Chamber music’s biggest hit is the icing on the cake in the latest of Selby and Friends’ virtual concerts.
by Stephen Moffatt
Back in the day when the ABC was sufficiently funded to be a cultural lightning rod it ran a poll to find out its listeners’ top 100 favourite chamber works and Schubert took out four of the five top places, with the Trout Quintet a clear winner.
This is the composer at his sunniest, with that similar forward-thinking feeling he manages in the B-flat piano trio, and a far remove from the darker string quintet and Death and the Maiden quartet.
It is this work that Kathryn Selby has chosen as the climax of her latest Selby and Friends virtual concerts, recorded live behind closed doors at the City Recital Hall Angel Place, and which is available now to subscribers.
The Schubert is the third of the works on the program, which features the exceptionally talented young violinist Grace Clifford, by now a firm favourite of the Selby concerts, and Julian Smiles, cellist with Australia’s leading Goldner String Quartet.
The program starts with Mozart’s final piano trio, the K564, written in the same year he composed his final symphonies and at a time when he was strapped for cash, not that you would detect any underlying angst in its perfectly formed three movements which includes a fine set of variations.
Selby, Clifford and Smiles are magnificent in this performance of a work which, it has to be said, is not Mozart at his very best – meaning it is superlative by most other composers’ standards.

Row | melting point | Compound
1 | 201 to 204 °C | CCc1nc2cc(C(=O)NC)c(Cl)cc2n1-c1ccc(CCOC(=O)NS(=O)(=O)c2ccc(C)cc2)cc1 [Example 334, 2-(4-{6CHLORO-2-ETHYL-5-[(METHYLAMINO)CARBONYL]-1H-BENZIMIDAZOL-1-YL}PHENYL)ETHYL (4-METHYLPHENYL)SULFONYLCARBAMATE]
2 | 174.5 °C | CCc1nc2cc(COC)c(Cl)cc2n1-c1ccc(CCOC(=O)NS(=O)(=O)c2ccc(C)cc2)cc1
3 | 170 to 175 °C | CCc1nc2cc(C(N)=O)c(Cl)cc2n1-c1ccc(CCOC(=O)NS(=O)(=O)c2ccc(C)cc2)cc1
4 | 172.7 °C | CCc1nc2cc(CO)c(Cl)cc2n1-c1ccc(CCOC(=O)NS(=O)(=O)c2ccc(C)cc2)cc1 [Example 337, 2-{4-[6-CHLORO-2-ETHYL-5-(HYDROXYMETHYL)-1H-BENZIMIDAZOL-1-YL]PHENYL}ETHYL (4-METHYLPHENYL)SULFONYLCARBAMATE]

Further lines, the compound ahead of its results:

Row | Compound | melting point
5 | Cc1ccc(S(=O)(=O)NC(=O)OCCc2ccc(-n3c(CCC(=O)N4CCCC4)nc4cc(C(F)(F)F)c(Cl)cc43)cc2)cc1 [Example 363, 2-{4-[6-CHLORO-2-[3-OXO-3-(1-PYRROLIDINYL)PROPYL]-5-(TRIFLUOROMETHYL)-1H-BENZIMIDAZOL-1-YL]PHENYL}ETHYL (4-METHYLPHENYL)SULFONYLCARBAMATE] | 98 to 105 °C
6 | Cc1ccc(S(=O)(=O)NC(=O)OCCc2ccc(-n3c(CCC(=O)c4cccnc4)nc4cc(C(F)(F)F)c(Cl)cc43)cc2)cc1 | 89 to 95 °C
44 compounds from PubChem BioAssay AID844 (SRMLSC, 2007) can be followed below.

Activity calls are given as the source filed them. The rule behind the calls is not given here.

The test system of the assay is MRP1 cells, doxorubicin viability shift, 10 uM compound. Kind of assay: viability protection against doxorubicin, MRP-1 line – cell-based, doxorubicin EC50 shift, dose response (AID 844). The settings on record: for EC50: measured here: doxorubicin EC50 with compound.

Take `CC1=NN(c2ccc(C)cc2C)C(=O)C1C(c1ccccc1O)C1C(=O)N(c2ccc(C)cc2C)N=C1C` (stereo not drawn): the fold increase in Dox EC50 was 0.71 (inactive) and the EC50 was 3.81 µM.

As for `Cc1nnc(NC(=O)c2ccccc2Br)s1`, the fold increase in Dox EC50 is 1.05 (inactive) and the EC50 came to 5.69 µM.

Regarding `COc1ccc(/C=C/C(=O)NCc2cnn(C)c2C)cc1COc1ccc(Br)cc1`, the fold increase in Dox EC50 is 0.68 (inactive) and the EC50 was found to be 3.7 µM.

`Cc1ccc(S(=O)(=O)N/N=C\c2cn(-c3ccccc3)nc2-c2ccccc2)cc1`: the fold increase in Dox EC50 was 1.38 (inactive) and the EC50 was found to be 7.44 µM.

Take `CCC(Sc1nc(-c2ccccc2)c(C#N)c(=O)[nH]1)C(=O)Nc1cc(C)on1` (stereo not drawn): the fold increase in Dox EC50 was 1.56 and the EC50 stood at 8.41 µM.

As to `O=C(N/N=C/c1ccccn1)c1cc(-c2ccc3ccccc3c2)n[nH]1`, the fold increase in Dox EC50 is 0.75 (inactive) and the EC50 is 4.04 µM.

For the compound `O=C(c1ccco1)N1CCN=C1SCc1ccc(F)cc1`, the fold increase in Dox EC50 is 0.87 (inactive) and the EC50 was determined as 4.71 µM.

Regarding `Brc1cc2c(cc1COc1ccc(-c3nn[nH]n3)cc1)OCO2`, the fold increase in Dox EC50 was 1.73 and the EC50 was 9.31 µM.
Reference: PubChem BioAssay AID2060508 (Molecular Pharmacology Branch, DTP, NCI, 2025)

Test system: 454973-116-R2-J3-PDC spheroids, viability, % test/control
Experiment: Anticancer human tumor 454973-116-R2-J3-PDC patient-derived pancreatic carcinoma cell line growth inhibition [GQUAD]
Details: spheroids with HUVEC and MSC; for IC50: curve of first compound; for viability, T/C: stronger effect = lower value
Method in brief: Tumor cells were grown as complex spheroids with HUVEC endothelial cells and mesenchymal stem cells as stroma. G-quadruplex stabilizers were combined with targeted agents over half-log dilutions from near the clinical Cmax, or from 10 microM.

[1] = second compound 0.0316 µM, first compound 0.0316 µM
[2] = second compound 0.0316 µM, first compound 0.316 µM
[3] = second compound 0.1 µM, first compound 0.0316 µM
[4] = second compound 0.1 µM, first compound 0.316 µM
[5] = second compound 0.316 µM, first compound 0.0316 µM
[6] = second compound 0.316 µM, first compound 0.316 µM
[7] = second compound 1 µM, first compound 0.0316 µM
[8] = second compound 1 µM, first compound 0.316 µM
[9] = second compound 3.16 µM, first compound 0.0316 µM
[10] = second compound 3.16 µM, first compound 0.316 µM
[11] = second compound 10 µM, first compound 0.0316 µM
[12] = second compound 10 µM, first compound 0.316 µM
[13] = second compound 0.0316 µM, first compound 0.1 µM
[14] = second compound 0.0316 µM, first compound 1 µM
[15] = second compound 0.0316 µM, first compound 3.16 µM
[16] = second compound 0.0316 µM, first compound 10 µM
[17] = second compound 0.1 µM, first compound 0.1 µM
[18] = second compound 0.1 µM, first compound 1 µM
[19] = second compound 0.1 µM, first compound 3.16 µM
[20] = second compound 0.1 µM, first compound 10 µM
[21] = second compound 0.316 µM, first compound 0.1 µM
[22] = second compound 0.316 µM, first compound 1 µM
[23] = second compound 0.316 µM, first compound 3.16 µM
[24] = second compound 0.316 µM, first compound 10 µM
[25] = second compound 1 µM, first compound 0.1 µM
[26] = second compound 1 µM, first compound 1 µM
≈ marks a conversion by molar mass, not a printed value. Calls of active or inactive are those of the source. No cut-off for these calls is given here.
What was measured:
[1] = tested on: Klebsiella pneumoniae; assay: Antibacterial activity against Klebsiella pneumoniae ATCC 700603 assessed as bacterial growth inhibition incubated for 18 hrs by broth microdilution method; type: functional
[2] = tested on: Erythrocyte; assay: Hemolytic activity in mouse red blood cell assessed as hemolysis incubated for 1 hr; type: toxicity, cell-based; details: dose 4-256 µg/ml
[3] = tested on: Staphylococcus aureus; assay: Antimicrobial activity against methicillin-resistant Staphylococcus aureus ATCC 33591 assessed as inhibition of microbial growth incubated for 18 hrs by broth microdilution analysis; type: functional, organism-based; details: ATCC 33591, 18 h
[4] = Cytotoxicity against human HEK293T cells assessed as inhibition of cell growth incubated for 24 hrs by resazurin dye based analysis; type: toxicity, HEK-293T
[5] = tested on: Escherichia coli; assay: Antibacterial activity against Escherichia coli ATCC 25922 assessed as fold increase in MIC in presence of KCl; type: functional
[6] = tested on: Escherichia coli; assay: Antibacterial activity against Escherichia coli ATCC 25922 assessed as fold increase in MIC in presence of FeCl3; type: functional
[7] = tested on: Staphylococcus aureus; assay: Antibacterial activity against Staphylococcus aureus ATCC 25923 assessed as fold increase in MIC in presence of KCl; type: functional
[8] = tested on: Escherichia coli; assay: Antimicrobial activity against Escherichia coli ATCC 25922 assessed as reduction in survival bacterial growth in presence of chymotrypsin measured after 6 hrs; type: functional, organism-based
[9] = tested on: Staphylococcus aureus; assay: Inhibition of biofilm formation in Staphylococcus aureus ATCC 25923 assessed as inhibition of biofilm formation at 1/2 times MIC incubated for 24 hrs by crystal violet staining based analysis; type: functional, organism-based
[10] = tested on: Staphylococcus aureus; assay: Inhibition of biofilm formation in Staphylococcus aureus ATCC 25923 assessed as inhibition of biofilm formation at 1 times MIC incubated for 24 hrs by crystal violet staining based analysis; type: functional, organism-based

Selby leads with confidence and authority – this music is in her DNA – and Clifford and Smiles combine happily in the intricate ensemble work.
The Australian Chamber Orchestra’s principal viola Stefanie Farrands joins the three for the middle work, Brahms’s heart-on-the-sleeve Piano quartet in C minor Op 60 in which his unrequited love for Clara Schumann bubbles below the surface. The young composer even quotes a theme by his friend Robert Schumann, often dubbed the “Clara theme”, to make the uncomfortable romantic triangle explicit.
The four musicians capture all the sweeping, stormy passion, contrasted by Smiles’ lovely lyrical cello solo in the third movement, setting this virtual concert up for the Schubert finale.
The quintet is named after his earlier song the Trout, but there are three glorious movements before we get to the variations on that famous theme. Throughout the five movements the piano maintains the evocative rippling effects, played here with sparkling clarity by Selby, while the strings provide the darker emotions below the surface. The Australian Chamber Orchestra’s double bassist Maxime Bibeau lends some finely judged lowdown grunt to complete the line-up.
This is a flawless performance suffused with that sense of good-hearted enjoyment that one can only get from Schubert.
Go to selbyandfriends.com.au for details of subscriptions and access to this and past concerts.